A minority government of the Democratic Party and Shor’s party, supported by independents, is possible. Under this scenario, Moldova would see a continuation of state capture by the same political elite and little progress on democratic and anti-corruption reforms. Another alternative, which is less likely, is a coalition between the Democratic and Socialist parties. Such a government could draw Moldova closer to Russia and leave its EU aspirations in limbo. Finally, there is also talk in Chisinau about a short-term deal between ACUM and the Socialists to form a non-coalition technocratic government. Given that ACUM announced that it will not join a government with the two largest parties in the next parliament, this seems unlikely.

U.S. and Western Interests

In any of these scenarios, the positions and responses of the United States, the EU and other international partners of Moldova will be extremely important and, depending on the outcome, likely lead to weakened relations. The United States has urged the country’s leaders to move quickly to form a new government that will “fight corruption, promote judiciary reforms, and secure Moldova’s progress on its democratic trajectory.” The EU’s post-election statements have also focused on encouraging those who support the reform process, fight corruption and work to ensure the independence of the judiciary.

With Plahtoniuc’s Democratic Party again poised to control the parliament and further strengthen its grip on state institutions, it is hard to see the EU reversing its decision of last November to scale down assistance and suspend macro-financial support to Moldova, which it took in response to a breakdown in the rule of law and to democratic backsliding.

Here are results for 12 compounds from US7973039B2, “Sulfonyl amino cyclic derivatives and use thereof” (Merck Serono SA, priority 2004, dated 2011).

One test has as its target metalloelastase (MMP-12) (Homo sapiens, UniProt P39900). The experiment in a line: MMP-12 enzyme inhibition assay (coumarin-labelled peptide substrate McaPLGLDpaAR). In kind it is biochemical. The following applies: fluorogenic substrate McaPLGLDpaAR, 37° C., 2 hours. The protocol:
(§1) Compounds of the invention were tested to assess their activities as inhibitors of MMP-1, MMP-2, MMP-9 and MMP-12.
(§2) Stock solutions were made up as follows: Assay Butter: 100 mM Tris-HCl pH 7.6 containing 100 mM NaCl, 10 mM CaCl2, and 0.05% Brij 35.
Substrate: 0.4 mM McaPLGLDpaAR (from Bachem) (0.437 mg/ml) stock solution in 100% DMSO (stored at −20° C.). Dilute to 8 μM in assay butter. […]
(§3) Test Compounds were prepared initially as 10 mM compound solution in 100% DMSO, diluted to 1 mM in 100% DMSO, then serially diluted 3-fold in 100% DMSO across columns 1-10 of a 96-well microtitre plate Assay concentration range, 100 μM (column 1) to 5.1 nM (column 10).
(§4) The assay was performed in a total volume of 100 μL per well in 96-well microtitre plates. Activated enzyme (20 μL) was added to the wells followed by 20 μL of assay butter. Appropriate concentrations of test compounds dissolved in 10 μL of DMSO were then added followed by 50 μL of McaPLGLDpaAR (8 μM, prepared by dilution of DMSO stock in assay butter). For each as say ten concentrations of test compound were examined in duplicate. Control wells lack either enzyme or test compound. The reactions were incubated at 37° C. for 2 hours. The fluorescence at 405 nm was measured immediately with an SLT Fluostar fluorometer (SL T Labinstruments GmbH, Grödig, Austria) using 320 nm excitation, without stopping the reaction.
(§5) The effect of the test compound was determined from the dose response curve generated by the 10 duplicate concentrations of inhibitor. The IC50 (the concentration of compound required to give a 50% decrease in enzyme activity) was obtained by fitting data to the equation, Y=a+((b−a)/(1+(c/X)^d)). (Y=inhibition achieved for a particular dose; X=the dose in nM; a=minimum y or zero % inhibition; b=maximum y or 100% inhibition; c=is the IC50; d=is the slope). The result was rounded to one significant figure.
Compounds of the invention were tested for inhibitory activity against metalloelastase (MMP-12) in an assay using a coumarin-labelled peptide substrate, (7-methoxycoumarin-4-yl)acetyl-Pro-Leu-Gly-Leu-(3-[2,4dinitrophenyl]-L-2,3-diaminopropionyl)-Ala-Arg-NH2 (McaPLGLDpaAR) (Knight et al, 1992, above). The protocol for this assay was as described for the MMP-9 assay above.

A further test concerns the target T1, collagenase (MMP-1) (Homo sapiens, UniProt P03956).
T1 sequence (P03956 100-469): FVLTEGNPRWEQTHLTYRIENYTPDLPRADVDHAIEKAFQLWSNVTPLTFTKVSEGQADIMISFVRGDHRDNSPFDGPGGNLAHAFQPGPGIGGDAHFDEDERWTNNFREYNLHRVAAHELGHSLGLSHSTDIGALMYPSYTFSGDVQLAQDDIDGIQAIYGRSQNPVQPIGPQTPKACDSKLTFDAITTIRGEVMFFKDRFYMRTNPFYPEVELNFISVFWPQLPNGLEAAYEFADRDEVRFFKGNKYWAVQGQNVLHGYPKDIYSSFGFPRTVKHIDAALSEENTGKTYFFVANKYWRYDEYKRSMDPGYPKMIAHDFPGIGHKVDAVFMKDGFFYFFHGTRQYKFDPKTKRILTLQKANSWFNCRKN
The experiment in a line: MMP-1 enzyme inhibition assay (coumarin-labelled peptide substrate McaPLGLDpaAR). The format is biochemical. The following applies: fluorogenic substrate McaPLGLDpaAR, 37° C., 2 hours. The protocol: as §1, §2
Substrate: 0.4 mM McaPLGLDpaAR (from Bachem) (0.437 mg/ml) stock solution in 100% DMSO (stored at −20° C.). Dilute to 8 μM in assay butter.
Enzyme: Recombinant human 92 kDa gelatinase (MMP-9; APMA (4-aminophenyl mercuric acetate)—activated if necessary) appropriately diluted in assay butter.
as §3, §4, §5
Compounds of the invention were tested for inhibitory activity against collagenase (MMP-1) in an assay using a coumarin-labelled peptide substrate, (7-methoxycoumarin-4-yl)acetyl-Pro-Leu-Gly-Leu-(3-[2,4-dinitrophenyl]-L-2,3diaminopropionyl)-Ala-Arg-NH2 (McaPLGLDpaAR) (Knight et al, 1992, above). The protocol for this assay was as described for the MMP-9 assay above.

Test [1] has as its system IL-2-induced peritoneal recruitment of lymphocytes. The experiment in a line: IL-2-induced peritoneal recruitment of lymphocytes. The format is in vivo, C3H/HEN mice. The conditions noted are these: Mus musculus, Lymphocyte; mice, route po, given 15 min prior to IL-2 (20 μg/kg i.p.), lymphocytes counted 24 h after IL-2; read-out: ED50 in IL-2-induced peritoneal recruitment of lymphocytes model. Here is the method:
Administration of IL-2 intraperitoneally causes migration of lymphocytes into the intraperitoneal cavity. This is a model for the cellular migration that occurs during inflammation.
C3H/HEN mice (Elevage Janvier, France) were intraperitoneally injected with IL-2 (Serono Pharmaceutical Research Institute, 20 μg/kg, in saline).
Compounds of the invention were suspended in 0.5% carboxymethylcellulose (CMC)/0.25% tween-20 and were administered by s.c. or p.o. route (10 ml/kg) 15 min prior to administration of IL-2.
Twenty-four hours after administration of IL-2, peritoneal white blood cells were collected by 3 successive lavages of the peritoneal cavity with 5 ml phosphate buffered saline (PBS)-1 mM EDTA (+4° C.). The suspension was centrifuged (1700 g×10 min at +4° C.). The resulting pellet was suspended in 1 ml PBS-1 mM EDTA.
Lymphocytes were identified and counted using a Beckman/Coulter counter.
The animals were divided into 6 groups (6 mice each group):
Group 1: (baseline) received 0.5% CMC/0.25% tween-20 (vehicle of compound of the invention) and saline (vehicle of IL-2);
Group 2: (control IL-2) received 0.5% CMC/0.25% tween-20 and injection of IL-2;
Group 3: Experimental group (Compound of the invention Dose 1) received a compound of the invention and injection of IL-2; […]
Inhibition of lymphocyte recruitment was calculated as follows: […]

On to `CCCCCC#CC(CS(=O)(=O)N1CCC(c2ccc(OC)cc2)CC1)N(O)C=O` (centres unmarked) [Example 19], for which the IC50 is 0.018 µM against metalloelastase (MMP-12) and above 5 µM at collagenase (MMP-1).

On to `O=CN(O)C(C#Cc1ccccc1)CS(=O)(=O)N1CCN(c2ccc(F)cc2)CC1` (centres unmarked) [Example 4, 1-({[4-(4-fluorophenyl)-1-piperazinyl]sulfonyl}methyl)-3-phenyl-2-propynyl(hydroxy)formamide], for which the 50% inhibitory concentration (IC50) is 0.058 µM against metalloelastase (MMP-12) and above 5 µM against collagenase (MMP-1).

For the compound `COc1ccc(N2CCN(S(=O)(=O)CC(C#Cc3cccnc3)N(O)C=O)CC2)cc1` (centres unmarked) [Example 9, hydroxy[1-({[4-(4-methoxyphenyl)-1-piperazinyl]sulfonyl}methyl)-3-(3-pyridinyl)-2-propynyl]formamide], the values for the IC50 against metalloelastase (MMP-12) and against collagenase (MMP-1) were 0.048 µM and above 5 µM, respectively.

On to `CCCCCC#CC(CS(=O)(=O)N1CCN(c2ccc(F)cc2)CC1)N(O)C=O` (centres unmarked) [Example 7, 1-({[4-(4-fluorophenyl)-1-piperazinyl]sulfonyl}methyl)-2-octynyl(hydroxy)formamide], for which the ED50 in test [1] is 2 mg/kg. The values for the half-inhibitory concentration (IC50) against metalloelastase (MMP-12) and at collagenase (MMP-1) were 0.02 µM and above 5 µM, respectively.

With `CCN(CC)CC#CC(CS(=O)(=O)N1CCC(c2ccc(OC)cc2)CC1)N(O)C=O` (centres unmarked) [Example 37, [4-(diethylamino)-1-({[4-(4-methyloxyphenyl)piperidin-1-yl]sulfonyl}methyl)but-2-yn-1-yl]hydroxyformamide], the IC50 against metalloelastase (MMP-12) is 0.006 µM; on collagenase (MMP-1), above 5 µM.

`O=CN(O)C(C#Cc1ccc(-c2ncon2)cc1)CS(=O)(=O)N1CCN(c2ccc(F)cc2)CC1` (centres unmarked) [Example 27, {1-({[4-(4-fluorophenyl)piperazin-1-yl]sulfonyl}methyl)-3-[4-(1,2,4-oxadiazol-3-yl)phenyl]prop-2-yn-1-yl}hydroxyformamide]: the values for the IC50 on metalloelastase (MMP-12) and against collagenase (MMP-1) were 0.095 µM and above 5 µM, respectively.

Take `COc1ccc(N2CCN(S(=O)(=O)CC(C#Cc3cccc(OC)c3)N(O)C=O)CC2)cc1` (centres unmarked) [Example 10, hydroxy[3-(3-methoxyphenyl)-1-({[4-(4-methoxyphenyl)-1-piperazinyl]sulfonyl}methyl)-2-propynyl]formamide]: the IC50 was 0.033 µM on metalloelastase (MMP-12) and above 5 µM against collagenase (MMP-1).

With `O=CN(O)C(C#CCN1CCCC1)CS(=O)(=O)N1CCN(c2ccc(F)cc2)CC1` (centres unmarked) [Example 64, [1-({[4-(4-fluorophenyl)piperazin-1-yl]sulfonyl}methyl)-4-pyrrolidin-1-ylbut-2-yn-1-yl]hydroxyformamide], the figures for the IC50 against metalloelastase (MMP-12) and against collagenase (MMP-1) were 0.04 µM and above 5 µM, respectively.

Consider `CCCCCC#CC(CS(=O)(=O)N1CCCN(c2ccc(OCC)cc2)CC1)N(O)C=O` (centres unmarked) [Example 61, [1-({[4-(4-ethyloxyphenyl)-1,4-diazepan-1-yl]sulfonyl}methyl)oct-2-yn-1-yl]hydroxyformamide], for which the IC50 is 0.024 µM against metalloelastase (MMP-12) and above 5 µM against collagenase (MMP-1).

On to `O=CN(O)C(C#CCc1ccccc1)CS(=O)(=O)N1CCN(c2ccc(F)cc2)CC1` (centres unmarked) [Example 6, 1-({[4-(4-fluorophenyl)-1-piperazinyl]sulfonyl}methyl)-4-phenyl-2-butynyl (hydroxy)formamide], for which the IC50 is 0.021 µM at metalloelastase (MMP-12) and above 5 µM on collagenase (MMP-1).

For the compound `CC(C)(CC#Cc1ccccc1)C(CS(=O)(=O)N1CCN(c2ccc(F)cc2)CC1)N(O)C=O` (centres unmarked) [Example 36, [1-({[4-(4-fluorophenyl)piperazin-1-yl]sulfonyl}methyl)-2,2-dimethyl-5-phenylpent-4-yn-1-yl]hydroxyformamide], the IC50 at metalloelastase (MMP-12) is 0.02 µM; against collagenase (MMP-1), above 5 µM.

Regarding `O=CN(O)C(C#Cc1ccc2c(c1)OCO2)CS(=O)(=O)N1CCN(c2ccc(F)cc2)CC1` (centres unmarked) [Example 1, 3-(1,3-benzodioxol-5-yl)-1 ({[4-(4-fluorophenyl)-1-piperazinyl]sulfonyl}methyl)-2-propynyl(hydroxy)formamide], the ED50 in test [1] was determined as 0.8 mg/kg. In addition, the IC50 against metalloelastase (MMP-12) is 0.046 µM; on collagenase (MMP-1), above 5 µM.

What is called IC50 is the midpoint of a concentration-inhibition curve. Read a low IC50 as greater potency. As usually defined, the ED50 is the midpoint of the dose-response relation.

Given the current state of affairs and the likely outcome of coalition discussions, it is unlikely that there will be a reliable partner for the West.

It is critical for the United States and the EU to speak with one voice regarding relations with Moldova at this critical juncture. However, given the current state of affairs and the likely outcome of coalition discussions, it is unlikely that there will be a reliable partner for the West. If there is a government moving in the opposite direction of transatlantic values, and closer to Russia, Washington and Brussels will need to adjust their policies and engagement. One thing they should not do is give up on the Moldovan people. Instead, they should reaffirm support for a democratic Moldova.

This support, however, should come with an even stronger and more focused conditionality, encouraging Moldova’s commitment towards combating corruption and advancing democratic values—including maintaining freedom of speech, an independent judiciary, and ensuring space for active civil society voices. If the United States and the EU stand together to deliver these strong political messages, backed by conditionality, in the coming weeks it may go a long way toward strengthening this frail democracy. It will also signal a strong commitment to the Moldovan people’s future in the Euro-Atlantic community. If this does not occur, and the self-interest of the country’s elite trumps democratic progress, the next government risks drifting permanently from the West and raising more alarm about the country’s reliability as a partner.